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Press digest

The following are the top stories in the national and international press today

The Sunday Times publishes a telephone conversation between Dom Mintoff and then British Prime Minister James Callaghan in the run-up to the Freedom Day ceremony of 1979. In another story, it speaks to an archivist who sheds fresh doubt on the name of Grand Master Jean de (la?) Valette.

The Malta Independent on Sunday leads with the Broadcasting Authority’s decision to cancel yesterday's PBS programme Dissett. In another story, it quotes Anthony Abela Medici on the Radio Malta programme Ghandi x’Nghid saying he believed there was sufficient evidence to reconstruct what happened during New Year’s Day double murder.

The cancellation of Dissett was also tackled by It-Torca, which said that the BA's decision reflected the PL's request. The newspaper chose volunteer Charles Miceli as personality of 2012.

Il-Mument pays tribute to EU Commissioner Tonio Borg and Maltese tenor Joseph Calleja, two personalities who, it says, made Malta proud this year. In another story it says that a PL survey shows that former party deputy leader Anglu Farrugia was on the forefront in popularity on the 11th district.

Malta Today’s front page shows a big photo of Prime Minister Lawrence Gonzi (the survivor) and Nationalist MP Franco Debono (the rebel) to review what happened in Parliament during the year.

Illum leads with an article about Franco Debono and 2012.

Kullhadd publishes an interview with the PL’s new deputy leader Louis Grech and comments on a letter by the former deputy editor of The Times Roger Mifsud in which he says that the forthcoming electoral campaign is expected to be a dirty one.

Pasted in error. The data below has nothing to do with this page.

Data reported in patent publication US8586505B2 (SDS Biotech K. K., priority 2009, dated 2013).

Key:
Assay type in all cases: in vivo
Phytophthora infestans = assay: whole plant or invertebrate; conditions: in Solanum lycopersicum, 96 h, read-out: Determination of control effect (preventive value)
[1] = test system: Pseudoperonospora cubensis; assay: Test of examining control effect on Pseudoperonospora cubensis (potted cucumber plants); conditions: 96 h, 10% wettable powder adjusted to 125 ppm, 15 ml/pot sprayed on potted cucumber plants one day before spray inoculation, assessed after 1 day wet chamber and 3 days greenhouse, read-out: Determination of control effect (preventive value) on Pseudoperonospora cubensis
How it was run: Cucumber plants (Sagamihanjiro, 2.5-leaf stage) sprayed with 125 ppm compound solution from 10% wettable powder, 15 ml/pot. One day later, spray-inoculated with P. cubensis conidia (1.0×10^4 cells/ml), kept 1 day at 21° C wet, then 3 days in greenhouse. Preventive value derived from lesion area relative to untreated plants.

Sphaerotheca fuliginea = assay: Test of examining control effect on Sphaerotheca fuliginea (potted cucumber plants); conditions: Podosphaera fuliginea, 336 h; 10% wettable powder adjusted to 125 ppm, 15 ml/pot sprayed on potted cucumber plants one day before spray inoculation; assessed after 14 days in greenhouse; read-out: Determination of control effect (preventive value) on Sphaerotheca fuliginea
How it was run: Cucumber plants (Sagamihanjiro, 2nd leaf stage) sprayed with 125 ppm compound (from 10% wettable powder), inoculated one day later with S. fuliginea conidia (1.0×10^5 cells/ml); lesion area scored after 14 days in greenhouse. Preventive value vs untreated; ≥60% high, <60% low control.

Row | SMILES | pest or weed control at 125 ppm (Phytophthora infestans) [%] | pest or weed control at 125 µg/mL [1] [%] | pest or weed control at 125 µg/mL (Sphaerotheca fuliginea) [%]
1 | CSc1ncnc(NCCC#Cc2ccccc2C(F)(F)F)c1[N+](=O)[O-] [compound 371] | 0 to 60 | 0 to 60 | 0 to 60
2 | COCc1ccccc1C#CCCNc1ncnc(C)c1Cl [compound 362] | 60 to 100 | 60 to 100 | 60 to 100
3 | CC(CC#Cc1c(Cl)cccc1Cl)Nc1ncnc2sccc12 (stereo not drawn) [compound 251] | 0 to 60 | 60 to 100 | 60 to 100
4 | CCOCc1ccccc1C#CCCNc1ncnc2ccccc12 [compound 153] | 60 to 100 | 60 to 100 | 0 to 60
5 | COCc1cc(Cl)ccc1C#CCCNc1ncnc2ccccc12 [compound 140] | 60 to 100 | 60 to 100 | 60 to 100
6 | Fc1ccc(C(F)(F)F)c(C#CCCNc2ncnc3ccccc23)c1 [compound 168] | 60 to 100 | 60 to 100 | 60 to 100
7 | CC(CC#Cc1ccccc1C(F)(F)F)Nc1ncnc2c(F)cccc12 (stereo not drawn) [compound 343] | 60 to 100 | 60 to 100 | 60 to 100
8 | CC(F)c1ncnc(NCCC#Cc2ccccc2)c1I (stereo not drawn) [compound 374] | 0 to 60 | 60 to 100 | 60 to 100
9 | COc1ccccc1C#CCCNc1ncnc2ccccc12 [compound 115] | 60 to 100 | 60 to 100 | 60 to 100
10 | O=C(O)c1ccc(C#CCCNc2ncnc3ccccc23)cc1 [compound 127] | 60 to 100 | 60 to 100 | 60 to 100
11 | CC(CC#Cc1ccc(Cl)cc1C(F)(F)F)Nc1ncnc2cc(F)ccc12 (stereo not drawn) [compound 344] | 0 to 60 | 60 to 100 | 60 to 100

The international press

Hindustan Times reports Indian police have charged six men with murder of a young woman whom they had beaten and gang-raped on a New Delhi bus two weeks ago in a case that shocked the country. The murder charges were laid after the medical student died earlier on Saturday in a Singapore hospital, where she had been flown for treatment. The six face the death penalty if convicted.

The case has triggered protests across India for greater protection for women from sexual violence, and raised questions about lax attitudes by police toward sexual crimes. The Times of India quotes Indian Prime Minister Manmohan Singh saying he was aware of the emotions the attack has stirred, adding it was up to all Indians to ensure that the young woman's death would not have been in vain. Congress president Sonia Gandhi also offered an emotional tribute, saying the 23-year-old girl had died after an "unspeakably brutal and bestial assault".  In remarks that were televised she appealed for calm and pledged that the victim would get justice.

France 24 says the French government has said it would draw up revised proposals to increase taxes on the country’s richest citizens after the original measure was struck down by the Constitutional Council. The council said the plan for a temporary wealth tax of 75 per cent, would create inequalities between households. It argued that the tax would hit a married couple where one partner earned above a million euros but it would not affect a couple where each earned just under a million euros.